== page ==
Kyli celebrated her 15th birthday Tuesday and I didn’t post about it on Facebook until Wednesday. Does this make me a bad mom? Before you say no, then why do I feel so guilty for not doing it on her actual birthday?
This is a big year for Kyli. This year she will complete freshman year, start driver’s education, and eagerly count down the clock to her 16th birthday. Fifteen isn’t 16 but it’s a big deal for Kyli. As a matter of fact, every birthday is a big deal for her. OK, let me say this again, everything Kyli does is a big deal, she makes sure of it.
See, here’s what I’m struggling with. I don’t ever want to be one of those parents who feels obligated to tell everyone, everything about the most normal, mundane things my kids do. It’s totally cool and fun to share pictures and accomplishments. I sometimes actually enjoy stalking old friends to see what their kids are doing, secretly hoping that my life is more exciting than theirs. Just kidding! No really, I kind of do that.
I also don’t want my kids to feel left out, not celebrated, because you know, being on social media is what makes you relevant in the world, right? Like Kyli reminds me all the time, if you don’t share it, it didn’t happen, and no one knows you’re having fun.
I mean Facebook is where you go to for birthday information these days. No more mailed invitations to parties, no hanging wall calendars with names scribbled in a square or even Outlook calendar reminders. The new norm is posting a picture collage that tells everyone, “Today is the day I gave birth to my most wonderful, intelligent, well-behaved, athletic, popular but humble, generous yet trailblazing child.”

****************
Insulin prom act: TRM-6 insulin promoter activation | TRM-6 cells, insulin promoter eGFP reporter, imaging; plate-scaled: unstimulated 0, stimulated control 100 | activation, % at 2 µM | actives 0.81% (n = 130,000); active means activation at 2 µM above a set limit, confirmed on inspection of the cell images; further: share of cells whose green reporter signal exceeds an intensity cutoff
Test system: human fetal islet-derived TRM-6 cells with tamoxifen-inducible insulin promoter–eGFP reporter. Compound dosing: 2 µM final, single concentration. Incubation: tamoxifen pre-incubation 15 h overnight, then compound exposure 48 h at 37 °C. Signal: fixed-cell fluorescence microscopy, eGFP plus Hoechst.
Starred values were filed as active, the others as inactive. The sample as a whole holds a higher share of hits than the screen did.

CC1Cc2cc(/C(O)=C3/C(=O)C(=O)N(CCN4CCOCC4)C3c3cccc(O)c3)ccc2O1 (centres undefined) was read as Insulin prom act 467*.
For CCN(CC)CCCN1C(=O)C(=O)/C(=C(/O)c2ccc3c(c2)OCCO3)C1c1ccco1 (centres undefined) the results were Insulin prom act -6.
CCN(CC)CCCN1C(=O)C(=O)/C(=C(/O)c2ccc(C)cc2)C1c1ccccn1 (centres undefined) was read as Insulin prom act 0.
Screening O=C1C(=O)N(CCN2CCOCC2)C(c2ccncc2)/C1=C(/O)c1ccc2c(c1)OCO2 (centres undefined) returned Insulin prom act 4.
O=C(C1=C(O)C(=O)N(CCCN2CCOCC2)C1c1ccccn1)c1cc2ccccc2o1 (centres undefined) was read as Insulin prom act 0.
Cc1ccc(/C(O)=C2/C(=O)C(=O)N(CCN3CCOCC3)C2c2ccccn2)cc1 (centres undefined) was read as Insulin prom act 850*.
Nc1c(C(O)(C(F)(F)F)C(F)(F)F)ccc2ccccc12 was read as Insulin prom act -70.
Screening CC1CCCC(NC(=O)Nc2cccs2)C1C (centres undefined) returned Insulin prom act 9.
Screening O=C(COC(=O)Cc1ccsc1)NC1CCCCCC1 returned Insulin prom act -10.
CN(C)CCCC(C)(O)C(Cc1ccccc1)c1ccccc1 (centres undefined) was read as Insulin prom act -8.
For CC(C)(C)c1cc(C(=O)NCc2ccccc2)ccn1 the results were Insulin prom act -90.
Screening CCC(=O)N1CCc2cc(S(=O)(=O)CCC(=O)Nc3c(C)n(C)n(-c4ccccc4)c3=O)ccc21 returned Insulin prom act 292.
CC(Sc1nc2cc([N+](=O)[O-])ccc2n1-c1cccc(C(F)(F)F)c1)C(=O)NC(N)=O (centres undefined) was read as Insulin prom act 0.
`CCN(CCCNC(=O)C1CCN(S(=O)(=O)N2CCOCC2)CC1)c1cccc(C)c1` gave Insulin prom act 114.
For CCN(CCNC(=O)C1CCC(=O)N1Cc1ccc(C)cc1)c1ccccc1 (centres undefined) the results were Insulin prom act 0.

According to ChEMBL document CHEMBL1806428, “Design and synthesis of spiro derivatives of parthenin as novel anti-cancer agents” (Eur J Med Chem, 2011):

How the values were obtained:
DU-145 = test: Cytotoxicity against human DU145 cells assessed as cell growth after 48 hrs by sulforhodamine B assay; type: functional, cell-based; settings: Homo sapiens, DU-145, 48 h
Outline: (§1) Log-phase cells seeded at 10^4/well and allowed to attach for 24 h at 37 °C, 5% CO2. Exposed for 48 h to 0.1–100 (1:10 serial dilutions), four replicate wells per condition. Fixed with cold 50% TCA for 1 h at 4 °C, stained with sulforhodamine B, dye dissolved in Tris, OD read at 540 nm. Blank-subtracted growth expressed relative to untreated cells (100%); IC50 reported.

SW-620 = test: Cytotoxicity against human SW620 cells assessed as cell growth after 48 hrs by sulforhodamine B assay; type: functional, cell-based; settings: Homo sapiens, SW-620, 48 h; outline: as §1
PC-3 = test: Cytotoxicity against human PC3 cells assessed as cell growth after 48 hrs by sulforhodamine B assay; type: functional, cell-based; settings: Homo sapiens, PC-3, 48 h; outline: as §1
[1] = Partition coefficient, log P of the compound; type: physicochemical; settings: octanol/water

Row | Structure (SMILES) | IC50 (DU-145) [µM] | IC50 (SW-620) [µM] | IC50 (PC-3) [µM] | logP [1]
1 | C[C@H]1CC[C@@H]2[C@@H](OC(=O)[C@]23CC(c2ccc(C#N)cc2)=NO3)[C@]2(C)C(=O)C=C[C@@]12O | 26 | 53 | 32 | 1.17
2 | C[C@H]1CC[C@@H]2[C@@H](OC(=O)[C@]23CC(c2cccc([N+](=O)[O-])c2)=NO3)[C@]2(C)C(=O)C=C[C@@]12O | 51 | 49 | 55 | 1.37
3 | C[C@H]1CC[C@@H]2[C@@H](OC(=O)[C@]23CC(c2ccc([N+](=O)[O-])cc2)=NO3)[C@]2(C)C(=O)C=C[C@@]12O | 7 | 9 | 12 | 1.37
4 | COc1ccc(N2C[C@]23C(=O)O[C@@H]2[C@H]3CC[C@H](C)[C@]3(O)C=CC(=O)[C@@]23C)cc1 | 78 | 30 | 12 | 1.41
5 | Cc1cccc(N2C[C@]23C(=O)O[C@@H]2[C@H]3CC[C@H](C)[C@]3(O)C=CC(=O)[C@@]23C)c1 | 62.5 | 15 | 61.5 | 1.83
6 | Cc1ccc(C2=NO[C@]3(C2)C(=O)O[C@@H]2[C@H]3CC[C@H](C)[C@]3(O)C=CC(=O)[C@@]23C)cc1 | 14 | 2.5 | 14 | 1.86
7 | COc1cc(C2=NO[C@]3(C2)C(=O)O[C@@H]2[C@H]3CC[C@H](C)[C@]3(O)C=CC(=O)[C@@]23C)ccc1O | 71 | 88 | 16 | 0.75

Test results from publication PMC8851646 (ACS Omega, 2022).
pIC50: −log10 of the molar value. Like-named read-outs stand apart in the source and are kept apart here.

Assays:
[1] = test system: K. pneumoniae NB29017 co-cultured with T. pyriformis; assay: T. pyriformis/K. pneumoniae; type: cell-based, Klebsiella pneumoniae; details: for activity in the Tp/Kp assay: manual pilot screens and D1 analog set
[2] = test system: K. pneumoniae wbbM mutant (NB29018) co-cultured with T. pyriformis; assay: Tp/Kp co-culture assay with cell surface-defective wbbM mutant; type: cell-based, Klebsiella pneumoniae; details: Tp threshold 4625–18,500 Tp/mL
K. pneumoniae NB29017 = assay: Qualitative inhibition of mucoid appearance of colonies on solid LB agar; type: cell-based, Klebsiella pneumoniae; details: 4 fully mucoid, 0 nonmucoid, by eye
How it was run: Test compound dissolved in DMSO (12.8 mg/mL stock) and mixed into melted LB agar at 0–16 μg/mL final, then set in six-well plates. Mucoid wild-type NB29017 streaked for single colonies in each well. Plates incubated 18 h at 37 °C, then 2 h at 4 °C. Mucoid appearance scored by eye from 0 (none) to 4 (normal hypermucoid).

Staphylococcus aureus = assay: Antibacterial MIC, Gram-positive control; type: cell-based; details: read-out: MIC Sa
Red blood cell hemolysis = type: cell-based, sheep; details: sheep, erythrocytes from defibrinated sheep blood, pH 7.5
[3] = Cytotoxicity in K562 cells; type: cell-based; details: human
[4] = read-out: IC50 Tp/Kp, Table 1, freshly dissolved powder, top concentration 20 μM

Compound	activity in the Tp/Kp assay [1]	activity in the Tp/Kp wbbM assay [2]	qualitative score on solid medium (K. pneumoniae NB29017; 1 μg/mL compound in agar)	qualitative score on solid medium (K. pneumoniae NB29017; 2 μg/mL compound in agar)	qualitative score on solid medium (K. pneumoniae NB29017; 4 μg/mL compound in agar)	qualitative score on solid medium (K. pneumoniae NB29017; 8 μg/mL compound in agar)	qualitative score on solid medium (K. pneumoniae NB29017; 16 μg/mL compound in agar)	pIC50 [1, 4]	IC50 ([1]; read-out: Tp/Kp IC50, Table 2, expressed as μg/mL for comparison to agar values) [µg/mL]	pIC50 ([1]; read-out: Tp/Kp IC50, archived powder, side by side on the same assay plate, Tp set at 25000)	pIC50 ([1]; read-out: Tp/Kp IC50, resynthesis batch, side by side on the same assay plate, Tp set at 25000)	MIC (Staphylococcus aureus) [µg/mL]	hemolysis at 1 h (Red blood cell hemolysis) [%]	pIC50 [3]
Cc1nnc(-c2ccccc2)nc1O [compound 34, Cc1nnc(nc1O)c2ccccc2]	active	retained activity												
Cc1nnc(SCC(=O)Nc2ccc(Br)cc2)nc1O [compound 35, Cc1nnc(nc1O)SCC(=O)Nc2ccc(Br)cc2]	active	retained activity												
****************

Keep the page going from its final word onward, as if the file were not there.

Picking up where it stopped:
I know you’re thinking that I must not really like my kids. I really do like them. I love them and would give my last, um, my last, well you know. I love them very much. I’m just trying to deal with the guilt and shame that comes from these lofty social standards.
The sad part of all of this is my kids don’t even have a Facebook page! So why in the world do “likes” and “smiley faces” even matter? This gets me to my point. Sharing on Facebook about Kyli’s birthday is really all about me, not her.
Here’s my theory about parents using Facebook. Facebook tells others that I am a good mother by confirming that my children are 1) alive 2) happy 3) getting straight A’s in school. Facebook is my validation, my litmus test for parenthood and proof to the world that I have everything under control, which honestly is TOTALLY the truth. I have everything under control.
No, I am not a bad mother because I shared Kyli’s birthday photos the day after her birthday. It just proves that I am just like every other parent trying to keep up in a social world dictated by teenagers who believe that if it ain’t on social it didn’t happen. Lord, help me!
So it goes…